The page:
2016 was an interesting year for Nails. After releasing one of the most anticipated album of the year, and receiving the acclaim of most (including the unexpected praise of the British newspaper The Independent who offered the album on streaming on their website), they allegedly split-up, or went on hiatus, and released no statement whatsoever to confirm or deny the situation. Then, after spending most of 2017 away from everyone, while the press and the fans were doing the talking, they came back and affirmed they have never went away. To this day, no ones knows what motivated the cancellation of the European tour they had scheduled with Full of Hell, and why everyone remained silent about the issue (including, strangely, the band’s label, Nuclear Blast). So, to announce their « return », they released this split EP via Closed Casket Activities.
Full of Hell also had a fantastic year. They released a critically acclaimed collaborative album with The Body, toured with Converge, got the thumbs up of Max Cavalera, and will now tour with him and his brother on the US leg of the Roots tour with none other than Immolation. Not bad for a Power violence band known for their love of Noise.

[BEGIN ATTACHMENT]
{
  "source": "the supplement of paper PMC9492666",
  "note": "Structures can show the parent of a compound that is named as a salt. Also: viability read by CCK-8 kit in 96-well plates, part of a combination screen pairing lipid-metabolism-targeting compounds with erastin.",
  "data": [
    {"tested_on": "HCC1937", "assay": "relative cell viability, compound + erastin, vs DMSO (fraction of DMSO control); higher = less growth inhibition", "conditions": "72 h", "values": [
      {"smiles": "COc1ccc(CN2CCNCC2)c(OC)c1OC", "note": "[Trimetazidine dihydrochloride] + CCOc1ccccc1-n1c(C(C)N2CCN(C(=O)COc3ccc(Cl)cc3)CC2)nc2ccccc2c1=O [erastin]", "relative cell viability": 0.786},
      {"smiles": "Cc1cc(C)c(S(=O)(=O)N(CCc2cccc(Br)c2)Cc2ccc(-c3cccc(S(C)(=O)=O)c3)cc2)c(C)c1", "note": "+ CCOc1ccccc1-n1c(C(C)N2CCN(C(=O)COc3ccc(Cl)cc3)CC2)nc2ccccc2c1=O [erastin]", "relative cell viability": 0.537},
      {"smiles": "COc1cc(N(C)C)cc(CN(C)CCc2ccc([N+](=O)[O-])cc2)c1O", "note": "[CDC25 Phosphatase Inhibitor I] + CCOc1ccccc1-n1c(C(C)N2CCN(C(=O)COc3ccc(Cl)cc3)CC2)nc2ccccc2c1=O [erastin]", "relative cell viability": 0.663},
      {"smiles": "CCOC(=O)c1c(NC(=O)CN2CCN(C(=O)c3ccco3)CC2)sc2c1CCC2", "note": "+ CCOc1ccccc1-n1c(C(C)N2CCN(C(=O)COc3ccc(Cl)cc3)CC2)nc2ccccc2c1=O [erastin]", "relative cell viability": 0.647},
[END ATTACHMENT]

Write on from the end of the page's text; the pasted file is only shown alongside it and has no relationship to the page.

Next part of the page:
With this split, the two are showcasing their strength and their friendship. Two very extreme bands receiving an rare amount of critical acclaim, a situation only comparable to the early days of Napalm Death when they were presented as a novelty act. Now, neither Nails nor Full of Hell are introduced in the same light. They are artist pushing the boundaries of extremity for most Music journalist and their output is considered with the same reverence as Andres Serrano’s Pisschrist. Outstanding artistic creations devoted to interrogate, provoke and annoy.
On this split, Nails offers only one song while Full of Hell fills the space with two tracks of similar length than Nails’ sole song. The latter could have fitted perfectly on You will never be one of us but stand as a B Side rather than one of the LP’s proudest moments. While the first part of the song is quite strong with a Morbid Angel influenced riffs played twice as fast, the more muscular bridge reminded me too much of this parody, Fat Ed’s Furry Guide to Metal. A good but stereotypical riff.
Full of Hell‘s song were also quite predictable but in a nicer way. The introductory riff and blast fit with the band’s best material on their collaborative LP with Merzbow or their album, followed by a galloping beat and a Metal bridge before returning to the introduction and finishing on a punishing note. The second song is slightly less fast but retains the energy and the discordance while ignoring the white noise elements of their sound, making the riffs and beats more discernible and effective. This side will definitely appeal to all fans of the band and should show-up on the band’s set list.
As a split, this one is a good introduction to both bands even if one side is definitely better than the other. However, it’s also a testament to both bands importance in the Extreme music landscape for being the herald of a renewed enthusiasm for pushing the boundaries of heavy music.